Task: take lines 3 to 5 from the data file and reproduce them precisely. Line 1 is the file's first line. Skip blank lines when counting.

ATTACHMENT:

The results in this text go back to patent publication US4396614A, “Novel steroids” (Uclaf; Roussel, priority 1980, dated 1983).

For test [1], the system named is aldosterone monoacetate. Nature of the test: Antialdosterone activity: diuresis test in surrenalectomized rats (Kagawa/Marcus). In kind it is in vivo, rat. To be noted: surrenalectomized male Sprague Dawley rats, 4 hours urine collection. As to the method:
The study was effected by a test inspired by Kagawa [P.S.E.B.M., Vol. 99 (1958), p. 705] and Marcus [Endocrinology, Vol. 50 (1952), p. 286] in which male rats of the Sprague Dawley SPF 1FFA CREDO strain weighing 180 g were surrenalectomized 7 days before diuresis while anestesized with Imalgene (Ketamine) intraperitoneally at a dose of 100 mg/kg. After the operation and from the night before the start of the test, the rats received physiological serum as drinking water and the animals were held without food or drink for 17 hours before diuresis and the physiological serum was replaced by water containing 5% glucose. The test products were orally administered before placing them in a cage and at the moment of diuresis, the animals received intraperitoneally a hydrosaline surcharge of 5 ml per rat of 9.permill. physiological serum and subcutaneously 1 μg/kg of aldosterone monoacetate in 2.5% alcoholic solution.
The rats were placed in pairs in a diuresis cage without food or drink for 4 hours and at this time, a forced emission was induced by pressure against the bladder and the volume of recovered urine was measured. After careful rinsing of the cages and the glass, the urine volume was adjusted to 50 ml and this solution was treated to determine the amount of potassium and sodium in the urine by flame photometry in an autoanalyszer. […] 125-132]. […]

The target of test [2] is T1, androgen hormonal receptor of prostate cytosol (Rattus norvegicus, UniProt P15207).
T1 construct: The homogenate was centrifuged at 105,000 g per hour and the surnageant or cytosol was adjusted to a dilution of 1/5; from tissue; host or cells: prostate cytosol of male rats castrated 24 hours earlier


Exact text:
The study was effected by a test inspired by Kagawa [P.S.E.B.M., Vol. 99 (1958), p. 705] and Marcus [Endocrinology, Vol. 50 (1952), p. 286] in which male rats of the Sprague Dawley SPF 1FFA CREDO strain weighing 180 g were surrenalectomized 7 days before diuresis while anestesized with Imalgene (Ketamine) intraperitoneally at a dose of 100 mg/kg. After the operation and from the night before the start of the test, the rats received physiological serum as drinking water and the animals were held without food or drink for 17 hours before diuresis and the physiological serum was replaced by water containing 5% glucose. The test products were orally administered before placing them in a cage and at the moment of diuresis, the animals received intraperitoneally a hydrosaline surcharge of 5 ml per rat of 9.permill. physiological serum and subcutaneously 1 μg/kg of aldosterone monoacetate in 2.5% alcoholic solution.
The rats were placed in pairs in a diuresis cage without food or drink for 4 hours and at this time, a forced emission was induced by pressure against the bladder and the volume of recovered urine was measured. After careful rinsing of the cages and the glass, the urine volume was adjusted to 50 ml and this solution was treated to determine the amount of potassium and sodium in the urine by flame photometry in an autoanalyszer. […] 125-132]. […]

The target of test [2] is T1, androgen hormonal receptor of prostate cytosol (Rattus norvegicus, UniProt P15207).